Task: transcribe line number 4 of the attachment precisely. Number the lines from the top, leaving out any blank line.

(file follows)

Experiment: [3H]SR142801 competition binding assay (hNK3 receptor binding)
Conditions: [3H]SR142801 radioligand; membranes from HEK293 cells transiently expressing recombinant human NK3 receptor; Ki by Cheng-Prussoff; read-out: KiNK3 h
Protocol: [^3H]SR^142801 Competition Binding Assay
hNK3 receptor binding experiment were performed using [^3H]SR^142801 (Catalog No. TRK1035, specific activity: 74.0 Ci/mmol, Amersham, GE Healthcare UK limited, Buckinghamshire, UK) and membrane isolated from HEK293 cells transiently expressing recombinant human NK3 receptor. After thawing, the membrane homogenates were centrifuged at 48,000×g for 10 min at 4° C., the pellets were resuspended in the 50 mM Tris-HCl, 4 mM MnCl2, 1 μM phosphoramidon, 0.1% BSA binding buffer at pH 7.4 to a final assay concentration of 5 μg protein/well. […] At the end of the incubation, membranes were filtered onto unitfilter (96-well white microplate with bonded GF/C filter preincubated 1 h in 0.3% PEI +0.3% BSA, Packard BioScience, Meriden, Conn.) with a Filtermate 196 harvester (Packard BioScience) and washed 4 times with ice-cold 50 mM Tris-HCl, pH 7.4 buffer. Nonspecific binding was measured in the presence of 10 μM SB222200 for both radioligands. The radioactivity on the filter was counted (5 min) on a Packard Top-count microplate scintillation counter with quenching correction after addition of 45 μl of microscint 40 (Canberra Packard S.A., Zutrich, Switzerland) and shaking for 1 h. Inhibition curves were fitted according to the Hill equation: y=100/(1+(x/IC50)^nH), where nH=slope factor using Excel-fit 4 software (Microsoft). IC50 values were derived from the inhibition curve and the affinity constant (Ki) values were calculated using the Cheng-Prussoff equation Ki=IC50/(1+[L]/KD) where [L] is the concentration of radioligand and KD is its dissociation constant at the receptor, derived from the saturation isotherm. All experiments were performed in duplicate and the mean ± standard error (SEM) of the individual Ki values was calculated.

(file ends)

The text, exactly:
hNK3 receptor binding experiment were performed using [^3H]SR^142801 (Catalog No. TRK1035, specific activity: 74.0 Ci/mmol, Amersham, GE Healthcare UK limited, Buckinghamshire, UK) and membrane isolated from HEK293 cells transiently expressing recombinant human NK3 receptor. After thawing, the membrane homogenates were centrifuged at 48,000×g for 10 min at 4° C., the pellets were resuspended in the 50 mM Tris-HCl, 4 mM MnCl2, 1 μM phosphoramidon, 0.1% BSA binding buffer at pH 7.4 to a final assay concentration of 5 μg protein/well. […] At the end of the incubation, membranes were filtered onto unitfilter (96-well white microplate with bonded GF/C filter preincubated 1 h in 0.3% PEI +0.3% BSA, Packard BioScience, Meriden, Conn.) with a Filtermate 196 harvester (Packard BioScience) and washed 4 times with ice-cold 50 mM Tris-HCl, pH 7.4 buffer. Nonspecific binding was measured in the presence of 10 μM SB222200 for both radioligands. The radioactivity on the filter was counted (5 min) on a Packard Top-count microplate scintillation counter with quenching correction after addition of 45 μl of microscint 40 (Canberra Packard S.A., Zutrich, Switzerland) and shaking for 1 h. Inhibition curves were fitted according to the Hill equation: y=100/(1+(x/IC50)^nH), where nH=slope factor using Excel-fit 4 software (Microsoft). IC50 values were derived from the inhibition curve and the affinity constant (Ki) values were calculated using the Cheng-Prussoff equation Ki=IC50/(1+[L]/KD) where [L] is the concentration of radioligand and KD is its dissociation constant at the receptor, derived from the saturation isotherm. All experiments were performed in duplicate and the mean ± standard error (SEM) of the individual Ki values was calculated.